I’d heard about it before, but I didn’t realize it actually had qualities: Mailplane [via] is a dedicated OS X browser for accessing Gmail; the cool thing is, it remembers passwords independently from Safari (if you have several accounts on different Google services, you know what a pain it is that Safari never knows which password you need) and lets you use several Gmail accounts simultaneously.
Untested as of yet (because using the official Gmail notifier circumvents my issue #1 with the service, and I’m not sure I’d actually need several accounts), but sounds pretty cool.
This is too ludicrous not to be true: Skype crashed for several days because millions of Windows users rebooted at the same time. You’ve got to be fucking kidding me.
Experts have pointed out that Skype generates a lot of traffic between log-in servers and supernodes.
The contract, which was signed by three European mobile operators in recent days, requires that the operators hand over to Apple 10 per cent of the revenues made from calls and data transfers by customers over iPhones.
The deal gives manufacturers of handsets for the first time a direct share of the revenues a mobile phone operator makes from calls and data transfers, marking a shift in the relationship between the parties.
Wow. If that’s true (and we’ll know within a week or two, when the next bit is supposed to be officially announced) it’s no wonder the iPhone is so important to Apple. 10% of all telephone revenue, phew.
The contract was signed by T-Mobile of Germany, Orange of France and O2 in the UK, people familiar with the situation told FT Deutschland.
Orange. Damn. Well, better than nothing, and I like changing phone numbers. Plus, it looks a lot like I won’t be able to afford it anyway.
Orange n’a pas, à ce jour, signé avec Apple pour la commercialisation de l’iPhone en France. «De nombreux opérateurs discutent encore avec Apple. Il ne devrait pas y avoir d’annonce avant plusieurs semaines.»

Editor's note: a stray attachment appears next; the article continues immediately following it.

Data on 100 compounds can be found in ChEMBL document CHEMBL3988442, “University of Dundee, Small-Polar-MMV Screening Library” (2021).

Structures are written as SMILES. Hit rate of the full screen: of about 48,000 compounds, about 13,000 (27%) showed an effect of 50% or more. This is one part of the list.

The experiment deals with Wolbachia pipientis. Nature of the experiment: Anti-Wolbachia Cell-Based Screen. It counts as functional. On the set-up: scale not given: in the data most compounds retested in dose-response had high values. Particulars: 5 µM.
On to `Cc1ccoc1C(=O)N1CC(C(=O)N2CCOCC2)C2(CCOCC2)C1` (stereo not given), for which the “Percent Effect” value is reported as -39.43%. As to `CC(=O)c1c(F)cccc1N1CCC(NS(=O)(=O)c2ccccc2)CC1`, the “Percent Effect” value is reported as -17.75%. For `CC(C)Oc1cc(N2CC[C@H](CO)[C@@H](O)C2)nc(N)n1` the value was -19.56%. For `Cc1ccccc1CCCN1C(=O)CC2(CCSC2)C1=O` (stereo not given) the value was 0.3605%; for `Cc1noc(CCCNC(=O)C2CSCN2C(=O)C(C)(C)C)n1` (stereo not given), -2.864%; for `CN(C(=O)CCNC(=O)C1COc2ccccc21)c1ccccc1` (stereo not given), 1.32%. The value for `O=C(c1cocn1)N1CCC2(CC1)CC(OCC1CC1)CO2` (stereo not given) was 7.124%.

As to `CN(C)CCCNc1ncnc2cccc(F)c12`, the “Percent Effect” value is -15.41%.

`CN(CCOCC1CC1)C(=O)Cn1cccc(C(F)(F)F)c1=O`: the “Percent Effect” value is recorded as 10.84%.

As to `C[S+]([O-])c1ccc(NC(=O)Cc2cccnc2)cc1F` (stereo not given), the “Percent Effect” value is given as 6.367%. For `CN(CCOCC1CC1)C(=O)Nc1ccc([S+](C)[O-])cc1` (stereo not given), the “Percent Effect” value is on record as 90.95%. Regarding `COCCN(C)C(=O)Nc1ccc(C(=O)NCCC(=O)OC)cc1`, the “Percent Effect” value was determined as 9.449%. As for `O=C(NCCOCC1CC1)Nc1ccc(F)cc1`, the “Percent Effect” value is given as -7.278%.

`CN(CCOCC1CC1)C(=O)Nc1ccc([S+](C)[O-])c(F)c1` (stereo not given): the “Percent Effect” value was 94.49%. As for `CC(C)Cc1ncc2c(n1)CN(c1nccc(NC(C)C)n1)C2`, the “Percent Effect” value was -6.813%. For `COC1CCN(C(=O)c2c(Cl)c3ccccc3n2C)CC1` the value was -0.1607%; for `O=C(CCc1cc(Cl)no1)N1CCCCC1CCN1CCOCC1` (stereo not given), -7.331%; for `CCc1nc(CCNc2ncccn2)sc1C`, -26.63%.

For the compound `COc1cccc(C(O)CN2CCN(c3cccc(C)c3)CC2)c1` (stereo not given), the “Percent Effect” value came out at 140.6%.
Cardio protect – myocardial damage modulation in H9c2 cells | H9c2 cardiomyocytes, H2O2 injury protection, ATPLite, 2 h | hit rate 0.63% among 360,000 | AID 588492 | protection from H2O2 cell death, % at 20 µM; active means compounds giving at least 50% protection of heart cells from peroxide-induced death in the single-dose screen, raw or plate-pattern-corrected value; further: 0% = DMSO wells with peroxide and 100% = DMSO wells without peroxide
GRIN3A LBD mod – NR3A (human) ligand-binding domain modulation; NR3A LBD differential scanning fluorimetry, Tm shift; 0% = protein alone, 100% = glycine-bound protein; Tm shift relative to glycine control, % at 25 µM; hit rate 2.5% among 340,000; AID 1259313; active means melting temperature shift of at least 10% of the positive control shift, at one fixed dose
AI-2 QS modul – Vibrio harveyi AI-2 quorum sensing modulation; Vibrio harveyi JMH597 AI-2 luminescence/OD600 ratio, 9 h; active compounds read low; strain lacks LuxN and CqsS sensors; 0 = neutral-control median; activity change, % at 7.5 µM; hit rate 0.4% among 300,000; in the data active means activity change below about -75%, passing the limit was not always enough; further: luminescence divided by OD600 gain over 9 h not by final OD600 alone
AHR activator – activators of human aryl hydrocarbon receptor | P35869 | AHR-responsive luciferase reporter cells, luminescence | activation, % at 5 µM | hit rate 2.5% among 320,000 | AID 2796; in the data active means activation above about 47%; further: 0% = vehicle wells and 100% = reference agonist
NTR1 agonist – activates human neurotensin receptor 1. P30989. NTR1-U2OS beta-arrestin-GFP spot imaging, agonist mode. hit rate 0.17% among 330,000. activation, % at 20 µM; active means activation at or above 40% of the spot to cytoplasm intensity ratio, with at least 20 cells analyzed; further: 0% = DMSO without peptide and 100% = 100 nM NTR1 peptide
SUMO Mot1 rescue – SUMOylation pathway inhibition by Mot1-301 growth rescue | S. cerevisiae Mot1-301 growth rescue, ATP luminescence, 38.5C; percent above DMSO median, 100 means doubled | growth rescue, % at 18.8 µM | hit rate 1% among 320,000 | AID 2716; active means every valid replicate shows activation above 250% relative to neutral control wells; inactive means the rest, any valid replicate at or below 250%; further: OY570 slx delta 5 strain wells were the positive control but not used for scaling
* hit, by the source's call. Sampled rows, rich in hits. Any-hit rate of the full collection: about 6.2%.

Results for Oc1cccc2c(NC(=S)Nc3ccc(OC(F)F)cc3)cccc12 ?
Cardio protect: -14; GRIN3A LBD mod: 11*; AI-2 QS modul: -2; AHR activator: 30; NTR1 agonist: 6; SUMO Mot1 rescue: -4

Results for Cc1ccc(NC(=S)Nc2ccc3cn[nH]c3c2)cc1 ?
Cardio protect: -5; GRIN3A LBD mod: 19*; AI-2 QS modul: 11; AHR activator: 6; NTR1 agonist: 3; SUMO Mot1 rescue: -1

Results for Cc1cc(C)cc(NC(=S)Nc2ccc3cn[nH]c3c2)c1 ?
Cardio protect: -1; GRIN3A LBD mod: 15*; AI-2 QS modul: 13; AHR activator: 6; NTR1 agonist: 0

(Je rêve ou on ne peut pas sélectionner de texte sur leur site pour le copier-coller ? Pour la peine, rel=nofollow.)
I was picturing Steve Jobs’s face when he found out that the Google phone rumors were solidifying, then I realized: is that the reason why the iPhone integrates with some token Yahoo services in addition to all the Google stuff? Did Jobs run to Yahoo HQ, and nonchalantly manipulate them into begging him for the privilege of push e-mail exclusivity on the iPhone, just as a way of retaliating to Google?
The latest iteration of the menu bar does look better than in previous versions, although we still wish it weren’t transparent. I’m surprised that the default new background (which I couldn’t believe was actually the official OS X background until I saw the full Think Secret gallery — even after the introduction of Time Machine, it still looks at odds with Apple design) has a big glowing star right in the middle of the menu bar, but that could actually be a good sign: I recently realized that the transparent menu bar could actually work if they decided to blur the background beneath it (à la Aero, yes). And, if they’re leaving a star there, maybe that’s actually because they know it won’t be so visible when everything’s programmed. Or, yeah, maybe not.
What the hell is up with the fluorescent window controls? There’s something really weird with Leopard so far: on the one hand, they’re pushing everything towards medium grey; on the other, you’ve got the flashy gems and starry background and transparent menu bar that looks so out of place and distracting. All of which makes for a very weird combination.
And Apple’s designers aren’t so good at designing large-scale icons. They look terribly… crude. Plus, Cover Flow doesn’t work so well with traditional OS X icon design. I’m surprised they didn’t think of switching to real 3D icons yet. I guess the next big cat will get on that.
Du 25 au 29 septembre se tient Apple Expo, le rendez-vous incontournable des fondus de Mac !
Un accès illimité aux 5 jours du salon, un accès à la salle de presse (pour, entre autre, bloguer en direct du salon !), la possibilité d’intervenir sur la web TV Apple Expo, c’est ce que nous vous proposons grâce aux Pass Presse !
La soirée blogueurs se passe rue Sainte-Croix de la Bretonnerie, je peux difficilement trouver une excuse pour sécher. Même si l’accès presse en lui-même, à moins qu’ils me refilent un iPod avec…